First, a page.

3 November – A partially submerged heat exchange system planned for Sydney’s The Rocks district is expected to lower energy consumption without disturbing the heritage architecture of the area, according to the NSW Government.
Part of the Harbour Heat Exchange Project, the system will provide airconditioning and refrigeration for some of Australia’s oldest buildings using a battery of submerged heat exchange coils located within Sydney Harbour that would remove the need for cooling towers and boilers on heritage buildings.
NSW Minister for Lands Tony Kelly said that the system will cut existing energy consumption in the area by 23 per cent and reduce carbon emissions in line with the State’s long-term sustainability plans.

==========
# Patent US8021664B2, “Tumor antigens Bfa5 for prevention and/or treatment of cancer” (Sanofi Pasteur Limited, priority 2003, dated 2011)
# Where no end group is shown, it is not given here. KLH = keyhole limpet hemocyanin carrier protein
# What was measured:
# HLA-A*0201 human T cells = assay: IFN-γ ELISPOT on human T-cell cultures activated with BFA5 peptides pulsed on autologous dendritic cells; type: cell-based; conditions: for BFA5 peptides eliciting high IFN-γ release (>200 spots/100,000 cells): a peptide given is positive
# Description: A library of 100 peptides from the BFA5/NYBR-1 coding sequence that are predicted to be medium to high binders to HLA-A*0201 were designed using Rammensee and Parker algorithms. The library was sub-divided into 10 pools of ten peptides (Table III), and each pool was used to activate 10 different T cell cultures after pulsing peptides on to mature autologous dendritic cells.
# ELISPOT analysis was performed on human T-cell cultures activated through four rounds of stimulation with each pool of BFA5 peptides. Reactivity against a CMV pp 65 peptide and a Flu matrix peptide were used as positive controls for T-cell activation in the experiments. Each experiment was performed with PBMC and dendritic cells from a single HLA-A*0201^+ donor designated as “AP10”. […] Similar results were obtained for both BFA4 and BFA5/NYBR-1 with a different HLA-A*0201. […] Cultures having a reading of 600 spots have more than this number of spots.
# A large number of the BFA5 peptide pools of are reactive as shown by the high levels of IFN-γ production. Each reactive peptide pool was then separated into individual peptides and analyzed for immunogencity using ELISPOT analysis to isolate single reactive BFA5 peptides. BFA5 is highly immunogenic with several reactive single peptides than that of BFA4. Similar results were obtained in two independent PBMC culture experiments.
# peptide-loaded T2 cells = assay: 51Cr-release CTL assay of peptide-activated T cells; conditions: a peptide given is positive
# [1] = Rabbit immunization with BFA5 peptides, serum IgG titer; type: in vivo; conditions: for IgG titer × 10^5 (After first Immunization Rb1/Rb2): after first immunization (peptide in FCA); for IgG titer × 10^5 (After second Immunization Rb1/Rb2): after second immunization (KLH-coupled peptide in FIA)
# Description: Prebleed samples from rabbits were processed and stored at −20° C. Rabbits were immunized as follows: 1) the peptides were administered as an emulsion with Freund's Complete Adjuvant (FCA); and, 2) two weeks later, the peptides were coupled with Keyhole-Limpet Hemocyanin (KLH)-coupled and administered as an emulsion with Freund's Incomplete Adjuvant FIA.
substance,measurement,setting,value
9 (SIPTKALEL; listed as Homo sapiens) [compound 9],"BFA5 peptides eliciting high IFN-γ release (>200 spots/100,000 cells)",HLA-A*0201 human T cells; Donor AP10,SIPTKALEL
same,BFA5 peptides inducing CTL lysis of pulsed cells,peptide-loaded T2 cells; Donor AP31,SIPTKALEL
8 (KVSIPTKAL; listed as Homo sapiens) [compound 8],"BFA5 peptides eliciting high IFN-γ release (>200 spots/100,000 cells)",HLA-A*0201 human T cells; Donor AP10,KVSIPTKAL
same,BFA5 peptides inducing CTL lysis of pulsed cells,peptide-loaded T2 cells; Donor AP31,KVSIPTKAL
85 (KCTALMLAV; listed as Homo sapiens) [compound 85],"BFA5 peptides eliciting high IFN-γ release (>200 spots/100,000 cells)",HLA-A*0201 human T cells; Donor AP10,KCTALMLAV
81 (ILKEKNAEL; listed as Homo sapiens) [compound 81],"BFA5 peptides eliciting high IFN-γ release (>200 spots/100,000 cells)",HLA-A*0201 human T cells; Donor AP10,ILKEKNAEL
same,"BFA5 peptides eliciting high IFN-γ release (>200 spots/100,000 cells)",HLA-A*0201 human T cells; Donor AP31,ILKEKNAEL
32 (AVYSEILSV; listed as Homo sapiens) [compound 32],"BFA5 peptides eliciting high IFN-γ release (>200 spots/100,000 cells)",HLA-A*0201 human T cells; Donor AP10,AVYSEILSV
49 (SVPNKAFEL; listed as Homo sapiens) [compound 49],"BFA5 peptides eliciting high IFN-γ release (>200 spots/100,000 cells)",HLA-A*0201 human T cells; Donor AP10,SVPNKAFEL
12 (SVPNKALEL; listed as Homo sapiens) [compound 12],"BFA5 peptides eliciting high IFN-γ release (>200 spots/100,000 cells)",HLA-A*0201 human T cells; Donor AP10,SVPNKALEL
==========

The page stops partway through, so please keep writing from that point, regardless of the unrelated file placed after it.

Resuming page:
“The Harbour Heat Exchange project has substantial environmental, social and economic benefits that will significantly reduce a building’s energy and resource use and improve its Australian Building Greenhouse Ratings,” the Minister said.
“In total, the heat exchange system could deliver savings of at least 23 per cent in energy consumption compared with conventional cooling towers or boilers.
“The system would allow the water consumption of the buildings and the maintenance costs of the heat rejection equipment to be reduced by 70-90 per cent.
“The project is part of the NSW Government’s commitment to increasing the long-term sustainability of its precincts, including reducing carbon emissions in The Rocks by 8 per cent by 2020,” said the Minister.
Following extensive research, Sydney Harbour Foreshore Authority found the most feasible location for the coils is adjacent to the Overseas Passenger Terminal which is owned and managed by Sydney Ports Corporation.
Tenders for the design of the heat exchange system were issued yesterday and close 16 December 2010.